Her remarks sparked dueling statements, first from Autism Speaks disavowing Katie's remarks as not representing the group. Then Katie Wright posted a statement expressing disappointment in Autism Speaks, and reasserting that "it is my greatest hope that Autism Speaks as well as the scientific and medical community will fulfill their promises and commit themselves to the environmental, biomedical and therapeutic research so urgently needed." (The quote comes from a longer statement posted on the home page of the National Autism Association.)

The Wright's family drama illustrates a number of themes, not the least of which is the desperate urgency that parents like Katie feel to help their children. That's undeniable and widely shared. But it's also clear that the biggest challenge facing the autism community -- including people with autism, their families, clinicians, educators, researchers, service providers, advocates, policy makers, advocates -- is that its members frequently and loudly present themselves as belonging to several different communities.

There are people who believe in behavioral approaches. Those who see dietary restrictions and supplements as essential. Those who believe environmental causes, like mercury preservatives in vaccines, are autism's cause and therefore must be the primary focus for research and experimental treatments. Those who see the benefits of prescription medication. Those who see a combination of some of these as the way to go. Others who emphasize acceptance as the most important approach. And that doesn't cover everyone.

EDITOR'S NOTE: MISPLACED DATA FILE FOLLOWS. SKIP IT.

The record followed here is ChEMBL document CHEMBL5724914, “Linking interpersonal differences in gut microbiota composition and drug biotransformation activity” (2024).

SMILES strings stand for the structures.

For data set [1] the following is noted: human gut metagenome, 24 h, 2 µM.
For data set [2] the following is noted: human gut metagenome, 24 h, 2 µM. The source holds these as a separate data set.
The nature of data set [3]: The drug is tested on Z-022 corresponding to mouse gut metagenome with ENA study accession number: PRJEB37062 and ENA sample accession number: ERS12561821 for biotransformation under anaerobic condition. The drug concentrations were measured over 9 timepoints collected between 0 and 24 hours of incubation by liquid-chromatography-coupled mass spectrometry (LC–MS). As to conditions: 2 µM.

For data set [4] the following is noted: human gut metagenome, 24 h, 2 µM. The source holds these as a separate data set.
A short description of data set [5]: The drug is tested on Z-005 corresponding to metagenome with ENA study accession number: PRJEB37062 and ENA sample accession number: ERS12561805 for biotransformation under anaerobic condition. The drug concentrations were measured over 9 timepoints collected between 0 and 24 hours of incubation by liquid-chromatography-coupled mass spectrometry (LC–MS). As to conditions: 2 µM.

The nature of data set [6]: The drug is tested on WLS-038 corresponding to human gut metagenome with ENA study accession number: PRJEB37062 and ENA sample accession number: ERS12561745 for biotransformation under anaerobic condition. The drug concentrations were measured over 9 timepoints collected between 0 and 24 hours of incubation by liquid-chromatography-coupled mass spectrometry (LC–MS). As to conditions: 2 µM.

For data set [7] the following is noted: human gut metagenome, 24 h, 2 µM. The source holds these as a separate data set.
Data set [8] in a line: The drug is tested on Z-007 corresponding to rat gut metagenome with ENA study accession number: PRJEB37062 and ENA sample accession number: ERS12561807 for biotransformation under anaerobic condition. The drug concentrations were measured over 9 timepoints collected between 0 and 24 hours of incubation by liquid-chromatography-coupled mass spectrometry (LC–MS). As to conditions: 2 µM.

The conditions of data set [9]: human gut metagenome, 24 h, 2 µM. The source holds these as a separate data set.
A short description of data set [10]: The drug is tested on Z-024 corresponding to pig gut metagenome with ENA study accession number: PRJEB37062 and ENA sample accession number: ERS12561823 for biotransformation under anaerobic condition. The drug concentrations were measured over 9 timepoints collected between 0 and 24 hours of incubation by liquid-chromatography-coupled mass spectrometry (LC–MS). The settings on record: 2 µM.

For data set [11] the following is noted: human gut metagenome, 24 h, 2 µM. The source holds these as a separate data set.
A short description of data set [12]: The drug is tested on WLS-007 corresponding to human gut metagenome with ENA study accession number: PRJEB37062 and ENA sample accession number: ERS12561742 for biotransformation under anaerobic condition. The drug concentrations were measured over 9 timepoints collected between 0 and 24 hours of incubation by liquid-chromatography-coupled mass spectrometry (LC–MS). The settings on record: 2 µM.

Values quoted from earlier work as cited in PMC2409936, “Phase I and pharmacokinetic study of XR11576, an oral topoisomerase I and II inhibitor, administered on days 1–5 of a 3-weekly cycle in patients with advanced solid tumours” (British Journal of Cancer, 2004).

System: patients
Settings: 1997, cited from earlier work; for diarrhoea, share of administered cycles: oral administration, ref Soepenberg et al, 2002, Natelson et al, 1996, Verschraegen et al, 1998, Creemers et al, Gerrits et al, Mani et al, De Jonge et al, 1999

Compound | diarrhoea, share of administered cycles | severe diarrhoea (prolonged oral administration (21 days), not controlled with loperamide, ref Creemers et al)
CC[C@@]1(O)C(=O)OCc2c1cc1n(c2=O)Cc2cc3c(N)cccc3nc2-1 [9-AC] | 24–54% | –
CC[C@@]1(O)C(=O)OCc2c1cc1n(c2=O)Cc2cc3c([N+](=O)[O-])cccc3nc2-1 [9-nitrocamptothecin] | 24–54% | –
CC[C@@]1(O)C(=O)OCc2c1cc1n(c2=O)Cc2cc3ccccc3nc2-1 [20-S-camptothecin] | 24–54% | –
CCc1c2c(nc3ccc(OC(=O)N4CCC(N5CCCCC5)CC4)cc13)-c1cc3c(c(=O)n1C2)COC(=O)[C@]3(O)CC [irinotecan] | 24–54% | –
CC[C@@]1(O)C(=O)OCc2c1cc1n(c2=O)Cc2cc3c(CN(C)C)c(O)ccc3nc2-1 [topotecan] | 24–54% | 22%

So it's not difficult to find, say, a group of families who have autistic children and find all of these beliefs and varied approaches represented in the gathering. They may be united in their desire to help their children, but they are not united in how to go about it.

Surely the complex and varied nature of autism spectrum disorders, and how they affect the lives of the people touched by them, makes this dynamic impossible to avoid -- at least until we have more answers. More clarity about what autism is, and what different autistic subtypes are. More information about its causes. More answers about effective treatments that resonate with more people. More supports in more communities for more individuals and their families. And more understanding.


Dadof6Autistickids said...

I too have been reading a lot lately about all the in-fighting in the Autism community. It reminds me of Jr. High when the main combatants went to the sand pit near the school right after the last bell.